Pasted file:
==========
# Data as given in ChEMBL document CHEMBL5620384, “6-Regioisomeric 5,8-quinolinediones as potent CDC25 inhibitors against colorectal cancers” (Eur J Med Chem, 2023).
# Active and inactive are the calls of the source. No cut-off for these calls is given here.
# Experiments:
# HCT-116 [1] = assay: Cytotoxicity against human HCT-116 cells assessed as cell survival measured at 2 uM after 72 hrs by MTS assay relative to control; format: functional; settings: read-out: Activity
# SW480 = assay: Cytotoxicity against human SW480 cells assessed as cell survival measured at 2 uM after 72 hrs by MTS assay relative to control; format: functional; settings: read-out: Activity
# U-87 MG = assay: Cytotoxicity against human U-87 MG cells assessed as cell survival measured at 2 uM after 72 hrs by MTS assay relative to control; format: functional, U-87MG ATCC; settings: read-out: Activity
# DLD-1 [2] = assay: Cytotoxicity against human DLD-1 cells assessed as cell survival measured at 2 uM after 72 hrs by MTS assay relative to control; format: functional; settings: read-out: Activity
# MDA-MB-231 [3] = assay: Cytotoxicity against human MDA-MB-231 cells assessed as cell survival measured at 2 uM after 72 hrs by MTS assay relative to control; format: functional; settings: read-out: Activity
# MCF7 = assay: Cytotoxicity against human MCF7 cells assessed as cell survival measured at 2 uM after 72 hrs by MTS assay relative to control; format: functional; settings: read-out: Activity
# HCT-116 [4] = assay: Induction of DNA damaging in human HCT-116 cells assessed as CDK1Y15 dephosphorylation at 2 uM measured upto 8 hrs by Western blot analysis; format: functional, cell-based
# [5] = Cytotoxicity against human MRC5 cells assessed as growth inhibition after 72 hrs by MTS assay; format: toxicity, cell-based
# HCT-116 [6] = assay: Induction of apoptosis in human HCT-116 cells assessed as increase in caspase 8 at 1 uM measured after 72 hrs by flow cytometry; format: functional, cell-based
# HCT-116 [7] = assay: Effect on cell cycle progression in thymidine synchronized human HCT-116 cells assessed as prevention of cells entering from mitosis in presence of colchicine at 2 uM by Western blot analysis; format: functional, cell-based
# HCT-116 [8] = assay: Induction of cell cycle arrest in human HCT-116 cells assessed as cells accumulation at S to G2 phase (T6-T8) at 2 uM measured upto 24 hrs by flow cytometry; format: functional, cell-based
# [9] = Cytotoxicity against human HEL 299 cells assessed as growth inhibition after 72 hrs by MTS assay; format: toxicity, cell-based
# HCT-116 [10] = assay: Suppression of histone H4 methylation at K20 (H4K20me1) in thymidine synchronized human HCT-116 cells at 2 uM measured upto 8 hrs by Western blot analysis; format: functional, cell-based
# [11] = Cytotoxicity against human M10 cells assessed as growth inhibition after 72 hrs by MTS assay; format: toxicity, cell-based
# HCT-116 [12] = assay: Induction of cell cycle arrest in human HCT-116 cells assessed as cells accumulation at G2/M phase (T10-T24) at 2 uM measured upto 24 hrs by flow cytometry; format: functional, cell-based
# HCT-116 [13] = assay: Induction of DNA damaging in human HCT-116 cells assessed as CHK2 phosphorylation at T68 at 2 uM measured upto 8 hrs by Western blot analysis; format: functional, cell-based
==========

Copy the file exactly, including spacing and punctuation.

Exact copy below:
# Data as given in ChEMBL document CHEMBL5620384, “6-Regioisomeric 5,8-quinolinediones as potent CDC25 inhibitors against colorectal cancers” (Eur J Med Chem, 2023).
# Active and inactive are the calls of the source. No cut-off for these calls is given here.
# Experiments:
# HCT-116 [1] = assay: Cytotoxicity against human HCT-116 cells assessed as cell survival measured at 2 uM after 72 hrs by MTS assay relative to control; format: functional; settings: read-out: Activity
# SW480 = assay: Cytotoxicity against human SW480 cells assessed as cell survival measured at 2 uM after 72 hrs by MTS assay relative to control; format: functional; settings: read-out: Activity
# U-87 MG = assay: Cytotoxicity against human U-87 MG cells assessed as cell survival measured at 2 uM after 72 hrs by MTS assay relative to control; format: functional, U-87MG ATCC; settings: read-out: Activity
# DLD-1 [2] = assay: Cytotoxicity against human DLD-1 cells assessed as cell survival measured at 2 uM after 72 hrs by MTS assay relative to control; format: functional; settings: read-out: Activity
# MDA-MB-231 [3] = assay: Cytotoxicity against human MDA-MB-231 cells assessed as cell survival measured at 2 uM after 72 hrs by MTS assay relative to control; format: functional; settings: read-out: Activity
# MCF7 = assay: Cytotoxicity against human MCF7 cells assessed as cell survival measured at 2 uM after 72 hrs by MTS assay relative to control; format: functional; settings: read-out: Activity
# HCT-116 [4] = assay: Induction of DNA damaging in human HCT-116 cells assessed as CDK1Y15 dephosphorylation at 2 uM measured upto 8 hrs by Western blot analysis; format: functional, cell-based
# [5] = Cytotoxicity against human MRC5 cells assessed as growth inhibition after 72 hrs by MTS assay; format: toxicity, cell-based
# HCT-116 [6] = assay: Induction of apoptosis in human HCT-116 cells assessed as increase in caspase 8 at 1 uM measured after 72 hrs by flow cytometry; format: functional, cell-based
# HCT-116 [7] = assay: Effect on cell cycle progression in thymidine synchronized human HCT-116 cells assessed as prevention of cells entering from mitosis in presence of colchicine at 2 uM by Western blot analysis; format: functional, cell-based
# HCT-116 [8] = assay: Induction of cell cycle arrest in human HCT-116 cells assessed as cells accumulation at S to G2 phase (T6-T8) at 2 uM measured upto 24 hrs by flow cytometry; format: functional, cell-based
# [9] = Cytotoxicity against human HEL 299 cells assessed as growth inhibition after 72 hrs by MTS assay; format: toxicity, cell-based
# HCT-116 [10] = assay: Suppression of histone H4 methylation at K20 (H4K20me1) in thymidine synchronized human HCT-116 cells at 2 uM measured upto 8 hrs by Western blot analysis; format: functional, cell-based
# [11] = Cytotoxicity against human M10 cells assessed as growth inhibition after 72 hrs by MTS assay; format: toxicity, cell-based
# HCT-116 [12] = assay: Induction of cell cycle arrest in human HCT-116 cells assessed as cells accumulation at G2/M phase (T10-T24) at 2 uM measured upto 24 hrs by flow cytometry; format: functional, cell-based
# HCT-116 [13] = assay: Induction of DNA damaging in human HCT-116 cells assessed as CHK2 phosphorylation at T68 at 2 uM measured upto 8 hrs by Western blot analysis; format: functional, cell-based